OSFI says it may adjust mortgage stress test rules before the end of 2022
In its recent statement, the Office of the Superintendent of Financial Institutions (OSFI) noted it could make certain “adjustments” to its mortgage qualifying rate before the end of 2022.
As a rule, each December, OSFI reviews the qualifying rate before the following busy spring real estate season.
However, last week, an independent federal agency supervising hundreds of financial institutions and over 1,000 pension plans in Canada, pointed out the announcement may come earlier.
“During the rest of the year, OSFI will keep monitoring the national real estate market and mortgage sector, and could make adjustments at any moment if it’s necessary for the health of the Canadian lending segment,” – OSFI stated.
Some experts from the housing industry consider it to be a signal the office could really act amid growing interest rates this year and a decline in home sales.
According to the TRREB, the region’s real estate market reached its peak in February with properties sold for an average $1.33 million.
However, an interest rate increase seen in April and forecasts of more hikes from the Bank of Canada, combined with other factors pushed average prices down to $1.25 million (which is still 15% higher than a year earlier).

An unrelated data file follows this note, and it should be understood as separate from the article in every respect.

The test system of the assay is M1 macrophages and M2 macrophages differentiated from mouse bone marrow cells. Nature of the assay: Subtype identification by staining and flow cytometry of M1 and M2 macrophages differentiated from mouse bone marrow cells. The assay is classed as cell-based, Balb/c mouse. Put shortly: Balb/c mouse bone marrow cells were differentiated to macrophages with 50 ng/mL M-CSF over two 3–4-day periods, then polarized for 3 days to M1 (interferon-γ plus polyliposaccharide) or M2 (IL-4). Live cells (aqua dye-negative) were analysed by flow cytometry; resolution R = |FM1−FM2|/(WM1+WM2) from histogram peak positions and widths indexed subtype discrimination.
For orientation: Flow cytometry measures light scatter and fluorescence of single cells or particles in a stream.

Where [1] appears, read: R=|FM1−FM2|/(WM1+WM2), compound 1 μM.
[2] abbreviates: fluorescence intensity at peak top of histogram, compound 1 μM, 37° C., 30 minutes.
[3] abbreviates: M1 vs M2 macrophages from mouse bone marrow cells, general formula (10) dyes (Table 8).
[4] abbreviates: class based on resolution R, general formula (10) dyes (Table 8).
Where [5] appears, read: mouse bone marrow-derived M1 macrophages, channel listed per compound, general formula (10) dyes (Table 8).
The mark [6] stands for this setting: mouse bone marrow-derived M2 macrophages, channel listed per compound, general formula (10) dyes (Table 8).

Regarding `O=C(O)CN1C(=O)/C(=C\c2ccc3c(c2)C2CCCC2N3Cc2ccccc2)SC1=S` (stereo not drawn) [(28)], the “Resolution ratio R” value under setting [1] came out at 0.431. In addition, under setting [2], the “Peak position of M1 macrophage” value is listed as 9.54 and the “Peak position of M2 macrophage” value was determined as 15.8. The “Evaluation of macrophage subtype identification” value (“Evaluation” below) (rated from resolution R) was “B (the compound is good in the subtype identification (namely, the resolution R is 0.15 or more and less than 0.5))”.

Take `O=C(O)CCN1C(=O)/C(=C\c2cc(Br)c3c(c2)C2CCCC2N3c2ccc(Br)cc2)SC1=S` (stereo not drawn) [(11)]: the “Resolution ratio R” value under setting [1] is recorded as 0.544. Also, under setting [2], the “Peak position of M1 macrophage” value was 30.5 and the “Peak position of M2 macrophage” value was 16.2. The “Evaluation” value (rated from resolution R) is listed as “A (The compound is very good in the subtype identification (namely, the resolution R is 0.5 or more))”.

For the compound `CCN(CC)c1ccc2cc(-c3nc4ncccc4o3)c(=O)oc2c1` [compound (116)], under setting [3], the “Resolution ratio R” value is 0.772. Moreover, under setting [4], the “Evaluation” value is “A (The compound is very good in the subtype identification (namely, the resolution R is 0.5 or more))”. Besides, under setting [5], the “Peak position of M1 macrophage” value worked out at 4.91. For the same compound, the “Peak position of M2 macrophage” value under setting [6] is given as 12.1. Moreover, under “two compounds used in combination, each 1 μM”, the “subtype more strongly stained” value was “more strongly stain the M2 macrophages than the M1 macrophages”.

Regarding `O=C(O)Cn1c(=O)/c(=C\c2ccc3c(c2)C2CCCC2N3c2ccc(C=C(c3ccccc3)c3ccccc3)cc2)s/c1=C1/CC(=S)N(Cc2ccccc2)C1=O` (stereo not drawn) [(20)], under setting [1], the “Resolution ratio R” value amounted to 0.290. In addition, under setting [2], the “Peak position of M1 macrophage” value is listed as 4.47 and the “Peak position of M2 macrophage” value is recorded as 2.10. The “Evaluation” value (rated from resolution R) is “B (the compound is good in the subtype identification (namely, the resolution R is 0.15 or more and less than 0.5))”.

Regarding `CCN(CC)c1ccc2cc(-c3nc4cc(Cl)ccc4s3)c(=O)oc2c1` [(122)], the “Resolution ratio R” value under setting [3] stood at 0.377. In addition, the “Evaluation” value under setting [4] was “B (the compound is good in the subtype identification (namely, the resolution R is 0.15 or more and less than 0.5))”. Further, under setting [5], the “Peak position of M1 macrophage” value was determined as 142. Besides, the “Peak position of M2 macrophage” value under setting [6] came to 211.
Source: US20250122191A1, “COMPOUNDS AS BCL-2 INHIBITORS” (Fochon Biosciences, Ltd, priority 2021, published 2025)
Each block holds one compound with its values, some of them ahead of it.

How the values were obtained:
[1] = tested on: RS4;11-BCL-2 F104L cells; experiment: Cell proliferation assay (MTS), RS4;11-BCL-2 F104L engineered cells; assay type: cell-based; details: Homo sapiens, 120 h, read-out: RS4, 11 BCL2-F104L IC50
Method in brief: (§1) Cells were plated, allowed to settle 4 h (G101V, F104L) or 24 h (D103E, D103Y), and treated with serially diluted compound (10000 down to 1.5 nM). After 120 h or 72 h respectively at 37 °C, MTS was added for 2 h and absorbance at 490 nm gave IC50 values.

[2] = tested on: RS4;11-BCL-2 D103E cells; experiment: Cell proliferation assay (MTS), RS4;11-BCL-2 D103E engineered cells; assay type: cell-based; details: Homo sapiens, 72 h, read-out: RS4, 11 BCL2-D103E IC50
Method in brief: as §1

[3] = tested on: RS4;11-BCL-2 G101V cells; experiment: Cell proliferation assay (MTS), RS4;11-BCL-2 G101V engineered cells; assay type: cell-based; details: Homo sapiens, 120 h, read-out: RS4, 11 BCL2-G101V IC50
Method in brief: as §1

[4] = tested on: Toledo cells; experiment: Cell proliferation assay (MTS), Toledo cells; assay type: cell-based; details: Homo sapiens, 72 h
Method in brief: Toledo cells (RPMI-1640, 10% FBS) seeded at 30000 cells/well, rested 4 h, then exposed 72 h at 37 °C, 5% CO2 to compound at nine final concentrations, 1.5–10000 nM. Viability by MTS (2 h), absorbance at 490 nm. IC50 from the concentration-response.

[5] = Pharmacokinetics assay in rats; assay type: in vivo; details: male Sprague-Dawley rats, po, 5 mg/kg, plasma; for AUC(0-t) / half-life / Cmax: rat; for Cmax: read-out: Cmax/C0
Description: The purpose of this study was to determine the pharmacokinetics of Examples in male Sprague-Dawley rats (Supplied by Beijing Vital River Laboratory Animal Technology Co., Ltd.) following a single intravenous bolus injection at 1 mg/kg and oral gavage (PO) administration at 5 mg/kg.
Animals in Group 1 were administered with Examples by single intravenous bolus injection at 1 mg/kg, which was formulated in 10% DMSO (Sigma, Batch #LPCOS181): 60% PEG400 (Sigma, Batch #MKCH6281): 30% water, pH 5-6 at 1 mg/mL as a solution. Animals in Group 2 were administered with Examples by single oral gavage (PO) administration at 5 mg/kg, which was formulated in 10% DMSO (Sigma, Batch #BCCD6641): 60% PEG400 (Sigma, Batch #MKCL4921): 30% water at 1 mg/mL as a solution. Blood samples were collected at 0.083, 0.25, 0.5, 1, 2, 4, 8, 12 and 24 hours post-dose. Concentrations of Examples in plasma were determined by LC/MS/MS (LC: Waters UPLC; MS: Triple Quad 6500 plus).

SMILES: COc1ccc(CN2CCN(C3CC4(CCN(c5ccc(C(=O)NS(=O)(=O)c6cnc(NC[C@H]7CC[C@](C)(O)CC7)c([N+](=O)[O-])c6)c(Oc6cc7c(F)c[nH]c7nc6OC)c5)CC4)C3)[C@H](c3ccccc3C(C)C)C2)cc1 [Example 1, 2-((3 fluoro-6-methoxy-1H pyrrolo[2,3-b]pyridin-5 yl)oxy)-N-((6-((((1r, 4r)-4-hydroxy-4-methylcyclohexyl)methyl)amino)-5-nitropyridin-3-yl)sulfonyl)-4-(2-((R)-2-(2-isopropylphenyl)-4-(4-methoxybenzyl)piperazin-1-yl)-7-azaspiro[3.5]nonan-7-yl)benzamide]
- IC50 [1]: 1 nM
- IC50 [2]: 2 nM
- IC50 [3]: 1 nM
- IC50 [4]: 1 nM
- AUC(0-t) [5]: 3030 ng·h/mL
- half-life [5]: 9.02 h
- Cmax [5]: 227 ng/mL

Nevertheless, the market is cooling on its own, as prices are falling. Initially, OSFI introduced the stress test in order to cool the market, so they might not need any further cooling of the market.
According to the stress test rules, home buyers with a minimum 20% down payment (avoiding mortgage insurance) are required to prove they can withstand mortgage payments at an interest rate of 5.25% or their mortgage contract rate plus 2% (the higher one is chosen). The test was implemented in 2016-17 to cool the market and make sure buyers won’t be devastated by future interest rate increases.
The current average rate for five-year fixed mortgages varies from 4.19% to 4.25%.
In case of the requirement of 2% plus contract, a borrower needs to show the ability to withstand an interest rate of up to 6.25%. This means, the stress test reduces your purchasing power by about 20%.